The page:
Anselm Kiefer, La Vie secrète des plantes
An exhibition celebrating the 40th anniversary of the Centre Pompidou
With artworks by Joseph Beuys,
Lothar Baumgarten and Wolfgang Laib
July 6 – November 5, 2017
In 2017, the Centre Pompidou is celebrating its 40th anniversary throughout France. To share the celebration with a wider audience, it will be presenting a completely new programme of exhibitions, outstanding loans and various events throughout the year. Exhibitions, shows, concerts and meetings will be staged in 40 French cities in partnership with museums, contemporary art centres, performance halls, a festival, a key player in France’s cultural and artistic fabric and many more. At the crossroads of different disciplines, like the Centre Pompidou, this programme show the Centre Pompidou’s commitment, since its creation, side by side with the cultural institutions throughout France – essential players in the dissemination and development of art in our time.
To celebrate the 40th anniversary of the Centre Pompidou, Bernard Blistène, Director of the National Museum of Modern Art, generously let us choose an iconic work from the Centre Pompidou collections. Our choice quickly turned to Anselm Kiefer with a collection rarely presented because of its format and its fragility. “La Vie secrète des plantes” is a monumental cycle of ten paintings that the artist made in 2001-2002 during a period of intense creativity after settling in Barjac in 1993, after leaving his native Germany and his gigantic Buchen workshops in Baden-Württemberg.
“La Vie secrète des plantes” made its debut at the Parisian gallery of Yvon Lambert who offered his market share to enable the acquisition that would mark the hundredth anniversary of the Friends of the National Museum of Modern Art in 2003. For the Collection Lambert and its community, the opportunity was too good to ask for this collection to be exhibited in Avignon, not far from its birthplace in the Gard department.
Three other great names in German art have been associated with this exceptional exhibition. Each one in his own way summarises the end of the Second World War and the construction of Europe. Joseph Beuys (1921-1986) symbolises all the drama of the mid-twentieth century. An art student, he was enlisted as a pilot of the German army, the Luftwaffe, at a very young age. In 1944, his plane crashed in the Crimea. Given up for dead and cared for by Tartar nomads, he went on to transform his miraculous healing into an “individual mythology”. This extremely personal and romantic parable would illustrate the revival of a Germanic culture rid of the ghosts of Nazism, as the strong symbol of a Germany in search of new aesthetic landmarks.
Beuys, who was a professor at the Arts Academy of the city of Düsseldorf in 1959 and an artist with a brilliant international career in the early 1970s, applied his theories based on unprecedented Gesamtkunstwerk in Europe. Mixing art with life, and aesthetic action with political gestures, Beuys became one of the founding fathers of Grünen, the German Green Party, which made quite an entrance to the German Parliament in 1979.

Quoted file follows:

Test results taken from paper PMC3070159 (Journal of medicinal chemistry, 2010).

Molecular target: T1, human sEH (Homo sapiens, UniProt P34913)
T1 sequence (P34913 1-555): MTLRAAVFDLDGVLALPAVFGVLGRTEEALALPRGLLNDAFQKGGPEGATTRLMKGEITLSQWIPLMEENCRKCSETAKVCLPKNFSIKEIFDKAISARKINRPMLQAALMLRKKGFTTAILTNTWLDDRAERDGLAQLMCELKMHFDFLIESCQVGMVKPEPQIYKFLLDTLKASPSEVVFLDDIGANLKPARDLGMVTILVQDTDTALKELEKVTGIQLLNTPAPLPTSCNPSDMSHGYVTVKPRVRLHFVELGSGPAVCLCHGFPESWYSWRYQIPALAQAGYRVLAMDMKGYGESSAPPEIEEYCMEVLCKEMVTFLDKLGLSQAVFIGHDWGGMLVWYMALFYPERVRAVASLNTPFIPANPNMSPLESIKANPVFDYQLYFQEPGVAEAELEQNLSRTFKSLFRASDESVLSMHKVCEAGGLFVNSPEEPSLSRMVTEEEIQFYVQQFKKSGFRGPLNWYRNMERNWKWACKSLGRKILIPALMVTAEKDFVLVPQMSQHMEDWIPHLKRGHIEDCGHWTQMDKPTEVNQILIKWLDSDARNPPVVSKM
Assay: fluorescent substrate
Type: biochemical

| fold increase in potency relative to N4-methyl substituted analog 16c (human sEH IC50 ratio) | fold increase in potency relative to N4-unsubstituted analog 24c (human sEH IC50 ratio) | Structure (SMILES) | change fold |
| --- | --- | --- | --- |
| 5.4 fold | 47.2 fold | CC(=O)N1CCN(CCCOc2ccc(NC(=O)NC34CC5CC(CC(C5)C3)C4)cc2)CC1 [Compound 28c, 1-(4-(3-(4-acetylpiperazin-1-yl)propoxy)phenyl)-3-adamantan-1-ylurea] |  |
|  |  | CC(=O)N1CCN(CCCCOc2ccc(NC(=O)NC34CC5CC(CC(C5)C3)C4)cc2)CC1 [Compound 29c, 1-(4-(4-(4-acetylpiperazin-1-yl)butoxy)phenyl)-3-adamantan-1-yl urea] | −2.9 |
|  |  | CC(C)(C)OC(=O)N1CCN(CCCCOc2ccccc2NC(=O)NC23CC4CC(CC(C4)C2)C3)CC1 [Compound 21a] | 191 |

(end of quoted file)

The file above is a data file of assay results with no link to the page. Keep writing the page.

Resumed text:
The works presented break down the boundaries between art and society.
Anselm Kiefer, who was born two months before the end of the war on the ashes of a devastated Germany, constructed his kaleidoscopic work by creating his own great Germanic myths until he moved to Barjac. It was here that he developed a fusional and literary relationship with nature, the landscape and the cosmos: “History for me is a material like landscape or colour”.
The great lead works exhibited in the halls come from pieces of the Cologne Cathedral roof, which was bombed by the Allies in 1944, and prove the importance of bringing art to life on the ruins of the past. Les Filles du Rhin by Richard Wagner, the Lily of the Annunciation, and the serpent that undulates through a landscape of Genesis are some fine examples collected by Yvon Lambert.
Kiefer, who also studied at the Arts Academy of the city of Düsseldorf, attended the renowned classes of Joseph Beuys, as did his contemporary Lothar Baumgarten, considered the last disciple of the Master.
In his very poetic way, Baumgarten, born in 1944, led the quest for an ecology in a virgin world that led him to the shores of Claude Lévi-Strauss’s Tristes Tropiques. As early as 1977, Baumgarten regularly stayed in the Amazon, fleeing in his own way the guilt of a Germany cut in two by the “Wall of Shame” separating a block in the East and a block in the West from 1961 to 1989. Far from the Old Continent, Beuys’s pupil reinvented a visual arts language every day stemming from an enchanting culture but destined to disappear, at the heart of unstoppable deforestation made up of words, names of insects, birds or plants facing extinction.
Finally, Wolfgang Laib, born in 1950, continues this quest for a shared dialogue with Mother Nature. He makes both aesthetic and symbolic materials his own: maternal and immaculate milk, pollen with honey and wax fostering Greek myths and Indian tales, rice, an almost translucent nourishing seed that preserves the ancestral mystery of the secret life of plants.
Laib may seem as minimalistic as Anselm Kiefer may seem baroque but here, in this exhibition and through the bright rooms of the museum, all these works answer one another through a sophisticated dialogue where Europe – reunified with Germany – and ecology – which has become the climate issue of tomorrow – are both at the heart of art that is both ancestral and visionary.